Now on AMC’s Fear the Walking Dead, Native American Zombie Killers
‘The day of the white man’s courts are over’ Native Americans, Zombies and a waged bloody war with ranchers now on Fear the Walking Dead.
Fans of the Walking Dead franchise in Indian country have a lot to be excited about, as the latest episodes in Season Three of Fear the Walking Dead features a Native American tribe on the fictional Black Hat Reservation. The leader of the community is former tribal attorney Qaletaqa Walker, portrayed by Creeactor Michael Greyeyes.
Michael Greyeyes, who is known for his roles in Jimmy P, The New World, Dance Me Outside—and has an upcoming role as Sitting Bull in Woman Walks Ahead—says the role as Qaletaqa Walker on Fear the Walking the Dead is a dream come true.
“I am thrilled,” Greyeyes told ICMN. “I auditioned for this back in February. I am really a fan. I have been a fan of the zombie genre for two decades. I am hardcore, I buy these types of movies such as The Horde, 28 Days Later, I know them and quote them all.”
In the series, the Native community is at odds with local ranchers, known as the Ottos. The tribe and ranchers have fought over sacred lands as the cattle ranchers have long sought to take burial grounds from the Native people to increase their property.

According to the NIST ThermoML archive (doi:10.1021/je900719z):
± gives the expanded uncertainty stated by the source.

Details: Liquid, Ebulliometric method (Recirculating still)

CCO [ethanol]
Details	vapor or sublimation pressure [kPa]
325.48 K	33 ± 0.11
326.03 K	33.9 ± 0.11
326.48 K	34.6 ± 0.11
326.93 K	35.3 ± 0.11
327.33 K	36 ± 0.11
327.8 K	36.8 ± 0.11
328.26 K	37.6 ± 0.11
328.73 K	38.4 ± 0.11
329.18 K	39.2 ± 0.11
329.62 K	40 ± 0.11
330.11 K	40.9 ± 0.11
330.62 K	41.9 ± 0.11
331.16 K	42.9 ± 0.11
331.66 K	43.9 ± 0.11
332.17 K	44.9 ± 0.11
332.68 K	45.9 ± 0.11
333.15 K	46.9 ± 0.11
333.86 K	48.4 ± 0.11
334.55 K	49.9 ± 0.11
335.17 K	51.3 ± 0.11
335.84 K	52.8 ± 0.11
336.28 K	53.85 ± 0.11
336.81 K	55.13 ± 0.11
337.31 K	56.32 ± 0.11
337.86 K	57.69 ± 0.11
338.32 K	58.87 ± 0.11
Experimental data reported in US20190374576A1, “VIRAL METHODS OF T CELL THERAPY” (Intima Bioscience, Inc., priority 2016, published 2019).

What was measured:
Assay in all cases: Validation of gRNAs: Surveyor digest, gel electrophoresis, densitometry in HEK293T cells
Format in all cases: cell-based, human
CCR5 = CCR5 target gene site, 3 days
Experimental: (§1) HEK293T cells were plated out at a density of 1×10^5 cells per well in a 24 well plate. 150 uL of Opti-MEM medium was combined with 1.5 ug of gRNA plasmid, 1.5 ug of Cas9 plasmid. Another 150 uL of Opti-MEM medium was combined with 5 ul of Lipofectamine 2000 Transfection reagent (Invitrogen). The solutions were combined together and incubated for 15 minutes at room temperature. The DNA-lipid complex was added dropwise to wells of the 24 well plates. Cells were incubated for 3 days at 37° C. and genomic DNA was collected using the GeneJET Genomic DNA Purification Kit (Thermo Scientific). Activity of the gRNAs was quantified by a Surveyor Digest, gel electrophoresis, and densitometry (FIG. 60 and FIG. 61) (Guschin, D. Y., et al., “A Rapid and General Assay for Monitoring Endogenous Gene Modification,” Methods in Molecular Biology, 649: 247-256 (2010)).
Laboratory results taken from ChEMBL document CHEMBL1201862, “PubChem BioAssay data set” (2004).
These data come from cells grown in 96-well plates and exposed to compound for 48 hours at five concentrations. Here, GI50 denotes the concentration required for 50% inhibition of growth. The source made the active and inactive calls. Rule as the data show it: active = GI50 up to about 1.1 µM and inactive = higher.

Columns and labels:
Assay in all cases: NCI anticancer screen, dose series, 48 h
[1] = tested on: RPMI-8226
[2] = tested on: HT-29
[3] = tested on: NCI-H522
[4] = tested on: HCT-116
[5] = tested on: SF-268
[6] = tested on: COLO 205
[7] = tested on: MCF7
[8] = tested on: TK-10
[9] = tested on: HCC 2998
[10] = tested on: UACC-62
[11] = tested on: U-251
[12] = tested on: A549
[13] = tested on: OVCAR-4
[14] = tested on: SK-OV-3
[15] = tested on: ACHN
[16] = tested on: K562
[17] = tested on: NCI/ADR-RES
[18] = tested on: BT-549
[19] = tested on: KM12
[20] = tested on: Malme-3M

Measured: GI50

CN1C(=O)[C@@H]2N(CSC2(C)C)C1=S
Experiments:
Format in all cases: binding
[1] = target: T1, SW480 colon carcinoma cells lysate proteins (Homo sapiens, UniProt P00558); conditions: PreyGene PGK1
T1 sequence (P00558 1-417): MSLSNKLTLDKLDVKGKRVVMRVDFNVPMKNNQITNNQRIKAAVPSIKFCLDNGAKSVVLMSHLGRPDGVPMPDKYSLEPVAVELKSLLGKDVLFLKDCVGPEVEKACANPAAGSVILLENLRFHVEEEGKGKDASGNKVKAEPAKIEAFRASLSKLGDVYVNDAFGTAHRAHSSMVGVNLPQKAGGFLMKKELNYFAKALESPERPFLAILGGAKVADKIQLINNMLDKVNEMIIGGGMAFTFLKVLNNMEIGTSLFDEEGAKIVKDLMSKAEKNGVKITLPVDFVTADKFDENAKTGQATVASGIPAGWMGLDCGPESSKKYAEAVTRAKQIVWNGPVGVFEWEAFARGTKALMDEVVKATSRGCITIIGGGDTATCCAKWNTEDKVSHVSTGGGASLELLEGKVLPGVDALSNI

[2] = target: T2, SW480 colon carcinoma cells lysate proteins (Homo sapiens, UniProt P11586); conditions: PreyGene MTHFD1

In the series, Greyeyes’ character Qaletaqa Walker meets with the children of the ranchers who hope to make peace. In a scene at the Black Hat Reservation diner, which has become a headquarters in the wake of the Zombie apocalypse, Walker screams at the Otto’s, “The day of the White Man’s courts are over!”
Greyeyes says he was motivated to attack such a role due to the excellent writing at AMC and was thrilled to say such a powerful line.
“It was riveting for me as an indigenous man, a Cree man. I thought, ‘I get to say this on a show that has millions of viewers. This is like one of those moments. I was excited to get the part, but I had no idea that it would have the scope that this character is allowed,” said Greyeyes.
“We are in a precarious place as a culture and this is the era of Trump and Brexit, environmental degradation, sovereignty, water. This zombie genre is a distillation of all our fears, anxieties, all of the things inside our politics—it gives these thoughts and beliefs steroids.”
“I have two daughters, 12 and 15, and they are huge fans of the show Fear the Walking Dead. I was given screener episodes of 307 and 308 in preparation of my appearance on the after show Talking Dead. During the scene where I am in the diner and I scream ‘stop talking, you are boring me like you did in court’ and during that scene they leapt from the couches and screamed, ‘We gotta see it again!’”
The good news, according to Greyeyes, is that his character will continue to be a big part of the show.
“At first I was really excited, and then they said it was a recurring character. Recurring means you are a guest star on the show. I thought, ‘wow two or three episodes.’ Then they said it was going to be for six episodes and I was like, ‘what?’ I was super jazzed because I realized six episodes means that this person is going to have some impact on the narrative.”
“After working for a couple of episodes, they started to expand my presence even more. I ended up filming 8 or 9 episodes in addition to the six they originally hired me for. They were like, ‘We got a good one here people.’
Catch episodes and information regarding Fear the Walking Dead on AMC here: http://www.amc.com/shows/fear-the-walking-dead.